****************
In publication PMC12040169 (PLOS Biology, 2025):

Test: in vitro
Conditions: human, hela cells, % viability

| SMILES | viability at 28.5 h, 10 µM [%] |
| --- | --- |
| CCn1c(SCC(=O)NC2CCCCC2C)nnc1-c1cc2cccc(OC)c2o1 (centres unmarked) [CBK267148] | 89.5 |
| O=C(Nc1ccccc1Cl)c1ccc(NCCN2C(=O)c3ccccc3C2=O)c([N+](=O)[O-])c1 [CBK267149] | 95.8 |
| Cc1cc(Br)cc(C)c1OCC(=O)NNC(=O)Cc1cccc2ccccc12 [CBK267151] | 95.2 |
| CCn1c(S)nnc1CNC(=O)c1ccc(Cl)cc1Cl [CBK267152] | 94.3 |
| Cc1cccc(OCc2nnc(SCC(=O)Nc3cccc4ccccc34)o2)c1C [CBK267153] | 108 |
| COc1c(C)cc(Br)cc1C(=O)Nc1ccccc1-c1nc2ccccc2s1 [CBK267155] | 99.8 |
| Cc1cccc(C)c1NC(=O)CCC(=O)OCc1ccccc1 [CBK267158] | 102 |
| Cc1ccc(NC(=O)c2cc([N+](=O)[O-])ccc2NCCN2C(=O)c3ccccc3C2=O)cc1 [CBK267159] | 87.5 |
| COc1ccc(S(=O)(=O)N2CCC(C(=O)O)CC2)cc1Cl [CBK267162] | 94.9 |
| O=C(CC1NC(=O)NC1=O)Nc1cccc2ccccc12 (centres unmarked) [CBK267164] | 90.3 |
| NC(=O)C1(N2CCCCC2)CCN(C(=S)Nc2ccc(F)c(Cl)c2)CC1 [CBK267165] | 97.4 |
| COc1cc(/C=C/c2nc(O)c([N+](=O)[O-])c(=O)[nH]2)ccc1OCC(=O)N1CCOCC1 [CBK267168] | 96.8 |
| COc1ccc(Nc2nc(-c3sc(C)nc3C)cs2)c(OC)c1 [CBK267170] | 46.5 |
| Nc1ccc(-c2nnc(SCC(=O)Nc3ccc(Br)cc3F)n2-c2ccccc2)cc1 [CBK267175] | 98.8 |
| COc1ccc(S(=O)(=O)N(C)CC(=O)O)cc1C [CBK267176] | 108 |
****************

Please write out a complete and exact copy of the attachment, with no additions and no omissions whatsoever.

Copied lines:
In publication PMC12040169 (PLOS Biology, 2025):

Test: in vitro
Conditions: human, hela cells, % viability

| SMILES | viability at 28.5 h, 10 µM [%] |
| --- | --- |
| CCn1c(SCC(=O)NC2CCCCC2C)nnc1-c1cc2cccc(OC)c2o1 (centres unmarked) [CBK267148] | 89.5 |
| O=C(Nc1ccccc1Cl)c1ccc(NCCN2C(=O)c3ccccc3C2=O)c([N+](=O)[O-])c1 [CBK267149] | 95.8 |
| Cc1cc(Br)cc(C)c1OCC(=O)NNC(=O)Cc1cccc2ccccc12 [CBK267151] | 95.2 |
| CCn1c(S)nnc1CNC(=O)c1ccc(Cl)cc1Cl [CBK267152] | 94.3 |
| Cc1cccc(OCc2nnc(SCC(=O)Nc3cccc4ccccc34)o2)c1C [CBK267153] | 108 |
| COc1c(C)cc(Br)cc1C(=O)Nc1ccccc1-c1nc2ccccc2s1 [CBK267155] | 99.8 |
| Cc1cccc(C)c1NC(=O)CCC(=O)OCc1ccccc1 [CBK267158] | 102 |
| Cc1ccc(NC(=O)c2cc([N+](=O)[O-])ccc2NCCN2C(=O)c3ccccc3C2=O)cc1 [CBK267159] | 87.5 |
| COc1ccc(S(=O)(=O)N2CCC(C(=O)O)CC2)cc1Cl [CBK267162] | 94.9 |
| O=C(CC1NC(=O)NC1=O)Nc1cccc2ccccc12 (centres unmarked) [CBK267164] | 90.3 |
| NC(=O)C1(N2CCCCC2)CCN(C(=S)Nc2ccc(F)c(Cl)c2)CC1 [CBK267165] | 97.4 |
| COc1cc(/C=C/c2nc(O)c([N+](=O)[O-])c(=O)[nH]2)ccc1OCC(=O)N1CCOCC1 [CBK267168] | 96.8 |
| COc1ccc(Nc2nc(-c3sc(C)nc3C)cs2)c(OC)c1 [CBK267170] | 46.5 |
| Nc1ccc(-c2nnc(SCC(=O)Nc3ccc(Br)cc3F)n2-c2ccccc2)cc1 [CBK267175] | 98.8 |
| COc1ccc(S(=O)(=O)N(C)CC(=O)O)cc1C [CBK267176] | 108 |